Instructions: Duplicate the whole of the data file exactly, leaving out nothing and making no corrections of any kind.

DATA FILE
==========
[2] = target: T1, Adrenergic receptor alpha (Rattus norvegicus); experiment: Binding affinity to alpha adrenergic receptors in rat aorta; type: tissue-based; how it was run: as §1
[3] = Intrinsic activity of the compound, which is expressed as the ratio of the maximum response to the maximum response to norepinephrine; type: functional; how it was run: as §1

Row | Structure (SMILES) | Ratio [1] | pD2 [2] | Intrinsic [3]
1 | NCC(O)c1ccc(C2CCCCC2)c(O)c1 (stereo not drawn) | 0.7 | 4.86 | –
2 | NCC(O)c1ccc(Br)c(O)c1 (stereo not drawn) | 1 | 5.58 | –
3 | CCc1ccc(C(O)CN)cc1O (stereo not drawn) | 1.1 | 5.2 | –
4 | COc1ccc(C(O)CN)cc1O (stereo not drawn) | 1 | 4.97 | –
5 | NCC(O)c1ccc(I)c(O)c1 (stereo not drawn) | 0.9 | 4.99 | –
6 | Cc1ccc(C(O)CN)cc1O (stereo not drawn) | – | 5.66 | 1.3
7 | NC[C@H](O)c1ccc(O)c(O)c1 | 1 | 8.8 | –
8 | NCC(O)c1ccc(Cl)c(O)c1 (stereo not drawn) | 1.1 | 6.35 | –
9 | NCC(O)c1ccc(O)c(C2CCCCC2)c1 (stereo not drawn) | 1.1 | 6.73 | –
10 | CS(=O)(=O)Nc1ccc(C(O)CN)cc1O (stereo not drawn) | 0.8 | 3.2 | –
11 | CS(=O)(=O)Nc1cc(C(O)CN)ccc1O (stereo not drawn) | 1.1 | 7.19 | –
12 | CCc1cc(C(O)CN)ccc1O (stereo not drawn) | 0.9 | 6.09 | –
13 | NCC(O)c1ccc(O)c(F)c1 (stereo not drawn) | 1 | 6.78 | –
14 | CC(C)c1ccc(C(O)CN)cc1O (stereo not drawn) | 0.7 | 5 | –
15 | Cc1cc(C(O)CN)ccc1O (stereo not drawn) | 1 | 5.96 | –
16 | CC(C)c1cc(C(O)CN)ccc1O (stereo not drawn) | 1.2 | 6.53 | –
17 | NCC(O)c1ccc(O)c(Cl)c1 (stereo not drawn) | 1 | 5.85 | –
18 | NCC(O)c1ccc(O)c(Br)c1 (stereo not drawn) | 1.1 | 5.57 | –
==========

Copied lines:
[2] = target: T1, Adrenergic receptor alpha (Rattus norvegicus); experiment: Binding affinity to alpha adrenergic receptors in rat aorta; type: tissue-based; how it was run: as §1
[3] = Intrinsic activity of the compound, which is expressed as the ratio of the maximum response to the maximum response to norepinephrine; type: functional; how it was run: as §1

Row | Structure (SMILES) | Ratio [1] | pD2 [2] | Intrinsic [3]
1 | NCC(O)c1ccc(C2CCCCC2)c(O)c1 (stereo not drawn) | 0.7 | 4.86 | –
2 | NCC(O)c1ccc(Br)c(O)c1 (stereo not drawn) | 1 | 5.58 | –
3 | CCc1ccc(C(O)CN)cc1O (stereo not drawn) | 1.1 | 5.2 | –
4 | COc1ccc(C(O)CN)cc1O (stereo not drawn) | 1 | 4.97 | –
5 | NCC(O)c1ccc(I)c(O)c1 (stereo not drawn) | 0.9 | 4.99 | –
6 | Cc1ccc(C(O)CN)cc1O (stereo not drawn) | – | 5.66 | 1.3
7 | NC[C@H](O)c1ccc(O)c(O)c1 | 1 | 8.8 | –
8 | NCC(O)c1ccc(Cl)c(O)c1 (stereo not drawn) | 1.1 | 6.35 | –
9 | NCC(O)c1ccc(O)c(C2CCCCC2)c1 (stereo not drawn) | 1.1 | 6.73 | –
10 | CS(=O)(=O)Nc1ccc(C(O)CN)cc1O (stereo not drawn) | 0.8 | 3.2 | –
11 | CS(=O)(=O)Nc1cc(C(O)CN)ccc1O (stereo not drawn) | 1.1 | 7.19 | –
12 | CCc1cc(C(O)CN)ccc1O (stereo not drawn) | 0.9 | 6.09 | –
13 | NCC(O)c1ccc(O)c(F)c1 (stereo not drawn) | 1 | 6.78 | –
14 | CC(C)c1ccc(C(O)CN)cc1O (stereo not drawn) | 0.7 | 5 | –
15 | Cc1cc(C(O)CN)ccc1O (stereo not drawn) | 1 | 5.96 | –
16 | CC(C)c1cc(C(O)CN)ccc1O (stereo not drawn) | 1.2 | 6.53 | –
17 | NCC(O)c1ccc(O)c(Cl)c1 (stereo not drawn) | 1 | 5.85 | –
18 | NCC(O)c1ccc(O)c(Br)c1 (stereo not drawn) | 1.1 | 5.57 | –